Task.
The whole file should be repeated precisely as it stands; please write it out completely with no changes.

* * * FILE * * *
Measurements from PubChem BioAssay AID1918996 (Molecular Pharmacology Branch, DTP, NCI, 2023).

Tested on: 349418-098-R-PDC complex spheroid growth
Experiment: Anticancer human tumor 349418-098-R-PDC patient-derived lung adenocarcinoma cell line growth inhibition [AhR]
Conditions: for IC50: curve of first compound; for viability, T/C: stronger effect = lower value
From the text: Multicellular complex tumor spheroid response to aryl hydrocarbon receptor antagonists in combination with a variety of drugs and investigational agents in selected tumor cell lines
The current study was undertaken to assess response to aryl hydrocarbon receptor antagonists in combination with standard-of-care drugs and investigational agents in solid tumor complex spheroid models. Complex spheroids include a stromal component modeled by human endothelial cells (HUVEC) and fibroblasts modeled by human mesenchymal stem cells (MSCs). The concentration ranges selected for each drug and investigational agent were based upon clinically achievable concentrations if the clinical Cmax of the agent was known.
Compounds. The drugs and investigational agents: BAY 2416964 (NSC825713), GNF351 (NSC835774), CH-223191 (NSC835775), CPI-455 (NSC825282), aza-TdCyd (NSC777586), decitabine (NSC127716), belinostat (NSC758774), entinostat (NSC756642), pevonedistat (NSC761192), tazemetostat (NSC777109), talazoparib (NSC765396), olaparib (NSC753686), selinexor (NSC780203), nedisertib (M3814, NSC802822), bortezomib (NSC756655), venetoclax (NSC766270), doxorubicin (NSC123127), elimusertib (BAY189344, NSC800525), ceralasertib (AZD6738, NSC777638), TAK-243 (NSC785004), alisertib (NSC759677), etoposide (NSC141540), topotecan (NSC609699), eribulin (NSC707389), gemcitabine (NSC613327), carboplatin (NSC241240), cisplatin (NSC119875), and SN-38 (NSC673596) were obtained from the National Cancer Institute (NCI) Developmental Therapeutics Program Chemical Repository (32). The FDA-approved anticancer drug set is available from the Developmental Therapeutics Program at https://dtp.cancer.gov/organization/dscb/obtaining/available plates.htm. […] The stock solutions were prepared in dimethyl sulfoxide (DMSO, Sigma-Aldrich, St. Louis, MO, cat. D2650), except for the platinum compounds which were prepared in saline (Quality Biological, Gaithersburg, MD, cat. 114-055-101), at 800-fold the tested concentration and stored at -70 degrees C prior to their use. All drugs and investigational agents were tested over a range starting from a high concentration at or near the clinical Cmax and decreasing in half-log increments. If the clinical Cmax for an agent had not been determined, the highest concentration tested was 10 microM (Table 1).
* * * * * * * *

Measurements from PubChem BioAssay AID1918996 (Molecular Pharmacology Branch, DTP, NCI, 2023).

Tested on: 349418-098-R-PDC complex spheroid growth
Experiment: Anticancer human tumor 349418-098-R-PDC patient-derived lung adenocarcinoma cell line growth inhibition [AhR]
Conditions: for IC50: curve of first compound; for viability, T/C: stronger effect = lower value
From the text: Multicellular complex tumor spheroid response to aryl hydrocarbon receptor antagonists in combination with a variety of drugs and investigational agents in selected tumor cell lines
The current study was undertaken to assess response to aryl hydrocarbon receptor antagonists in combination with standard-of-care drugs and investigational agents in solid tumor complex spheroid models. Complex spheroids include a stromal component modeled by human endothelial cells (HUVEC) and fibroblasts modeled by human mesenchymal stem cells (MSCs). The concentration ranges selected for each drug and investigational agent were based upon clinically achievable concentrations if the clinical Cmax of the agent was known.
Compounds. The drugs and investigational agents: BAY 2416964 (NSC825713), GNF351 (NSC835774), CH-223191 (NSC835775), CPI-455 (NSC825282), aza-TdCyd (NSC777586), decitabine (NSC127716), belinostat (NSC758774), entinostat (NSC756642), pevonedistat (NSC761192), tazemetostat (NSC777109), talazoparib (NSC765396), olaparib (NSC753686), selinexor (NSC780203), nedisertib (M3814, NSC802822), bortezomib (NSC756655), venetoclax (NSC766270), doxorubicin (NSC123127), elimusertib (BAY189344, NSC800525), ceralasertib (AZD6738, NSC777638), TAK-243 (NSC785004), alisertib (NSC759677), etoposide (NSC141540), topotecan (NSC609699), eribulin (NSC707389), gemcitabine (NSC613327), carboplatin (NSC241240), cisplatin (NSC119875), and SN-38 (NSC673596) were obtained from the National Cancer Institute (NCI) Developmental Therapeutics Program Chemical Repository (32). The FDA-approved anticancer drug set is available from the Developmental Therapeutics Program at https://dtp.cancer.gov/organization/dscb/obtaining/available plates.htm. […] The stock solutions were prepared in dimethyl sulfoxide (DMSO, Sigma-Aldrich, St. Louis, MO, cat. D2650), except for the platinum compounds which were prepared in saline (Quality Biological, Gaithersburg, MD, cat. 114-055-101), at 800-fold the tested concentration and stored at -70 degrees C prior to their use. All drugs and investigational agents were tested over a range starting from a high concentration at or near the clinical Cmax and decreasing in half-log increments. If the clinical Cmax for an agent had not been determined, the highest concentration tested was 10 microM (Table 1).